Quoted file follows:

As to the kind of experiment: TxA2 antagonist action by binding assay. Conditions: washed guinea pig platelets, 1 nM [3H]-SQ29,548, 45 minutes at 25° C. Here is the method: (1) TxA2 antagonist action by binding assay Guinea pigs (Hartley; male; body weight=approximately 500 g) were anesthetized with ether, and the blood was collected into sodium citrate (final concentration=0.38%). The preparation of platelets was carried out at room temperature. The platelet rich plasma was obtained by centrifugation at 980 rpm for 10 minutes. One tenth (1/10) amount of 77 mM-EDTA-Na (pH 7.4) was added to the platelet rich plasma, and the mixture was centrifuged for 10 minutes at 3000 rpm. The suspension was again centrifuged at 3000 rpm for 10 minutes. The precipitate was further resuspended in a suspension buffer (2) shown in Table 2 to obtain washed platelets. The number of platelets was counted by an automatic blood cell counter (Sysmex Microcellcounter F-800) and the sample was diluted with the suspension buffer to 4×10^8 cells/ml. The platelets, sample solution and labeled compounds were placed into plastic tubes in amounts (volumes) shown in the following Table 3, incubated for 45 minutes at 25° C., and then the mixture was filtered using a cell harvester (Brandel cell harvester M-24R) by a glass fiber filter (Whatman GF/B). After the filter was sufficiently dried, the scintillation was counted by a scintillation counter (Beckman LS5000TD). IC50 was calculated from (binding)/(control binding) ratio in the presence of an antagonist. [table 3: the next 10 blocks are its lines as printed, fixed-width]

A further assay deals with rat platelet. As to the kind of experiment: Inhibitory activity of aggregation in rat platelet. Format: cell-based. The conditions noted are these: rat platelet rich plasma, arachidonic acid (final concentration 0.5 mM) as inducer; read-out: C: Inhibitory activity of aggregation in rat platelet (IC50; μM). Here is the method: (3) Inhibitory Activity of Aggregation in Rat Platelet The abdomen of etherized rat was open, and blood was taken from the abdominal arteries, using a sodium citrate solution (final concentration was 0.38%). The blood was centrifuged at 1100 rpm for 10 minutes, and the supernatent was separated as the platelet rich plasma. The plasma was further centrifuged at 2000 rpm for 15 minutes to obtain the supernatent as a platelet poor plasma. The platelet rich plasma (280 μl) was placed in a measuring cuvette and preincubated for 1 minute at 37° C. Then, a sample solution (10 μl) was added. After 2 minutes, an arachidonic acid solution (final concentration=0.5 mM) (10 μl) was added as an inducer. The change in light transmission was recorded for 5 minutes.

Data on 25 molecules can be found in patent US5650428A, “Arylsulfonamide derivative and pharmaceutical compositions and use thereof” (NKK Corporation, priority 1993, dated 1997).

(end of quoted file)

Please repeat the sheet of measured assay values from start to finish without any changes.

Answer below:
As to the kind of experiment: TxA2 antagonist action by binding assay. Conditions: washed guinea pig platelets, 1 nM [3H]-SQ29,548, 45 minutes at 25° C. Here is the method: (1) TxA2 antagonist action by binding assay Guinea pigs (Hartley; male; body weight=approximately 500 g) were anesthetized with ether, and the blood was collected into sodium citrate (final concentration=0.38%). The preparation of platelets was carried out at room temperature. The platelet rich plasma was obtained by centrifugation at 980 rpm for 10 minutes. One tenth (1/10) amount of 77 mM-EDTA-Na (pH 7.4) was added to the platelet rich plasma, and the mixture was centrifuged for 10 minutes at 3000 rpm. The suspension was again centrifuged at 3000 rpm for 10 minutes. The precipitate was further resuspended in a suspension buffer (2) shown in Table 2 to obtain washed platelets. The number of platelets was counted by an automatic blood cell counter (Sysmex Microcellcounter F-800) and the sample was diluted with the suspension buffer to 4×10^8 cells/ml. The platelets, sample solution and labeled compounds were placed into plastic tubes in amounts (volumes) shown in the following Table 3, incubated for 45 minutes at 25° C., and then the mixture was filtered using a cell harvester (Brandel cell harvester M-24R) by a glass fiber filter (Whatman GF/B). After the filter was sufficiently dried, the scintillation was counted by a scintillation counter (Beckman LS5000TD). IC50 was calculated from (binding)/(control binding) ratio in the presence of an antagonist. [table 3: the next 10 blocks are its lines as printed, fixed-width]

A further assay deals with rat platelet. As to the kind of experiment: Inhibitory activity of aggregation in rat platelet. Format: cell-based. The conditions noted are these: rat platelet rich plasma, arachidonic acid (final concentration 0.5 mM) as inducer; read-out: C: Inhibitory activity of aggregation in rat platelet (IC50; μM). Here is the method: (3) Inhibitory Activity of Aggregation in Rat Platelet The abdomen of etherized rat was open, and blood was taken from the abdominal arteries, using a sodium citrate solution (final concentration was 0.38%). The blood was centrifuged at 1100 rpm for 10 minutes, and the supernatent was separated as the platelet rich plasma. The plasma was further centrifuged at 2000 rpm for 15 minutes to obtain the supernatent as a platelet poor plasma. The platelet rich plasma (280 μl) was placed in a measuring cuvette and preincubated for 1 minute at 37° C. Then, a sample solution (10 μl) was added. After 2 minutes, an arachidonic acid solution (final concentration=0.5 mM) (10 μl) was added as an inducer. The change in light transmission was recorded for 5 minutes.

Data on 25 molecules can be found in patent US5650428A, “Arylsulfonamide derivative and pharmaceutical compositions and use thereof” (NKK Corporation, priority 1993, dated 1997).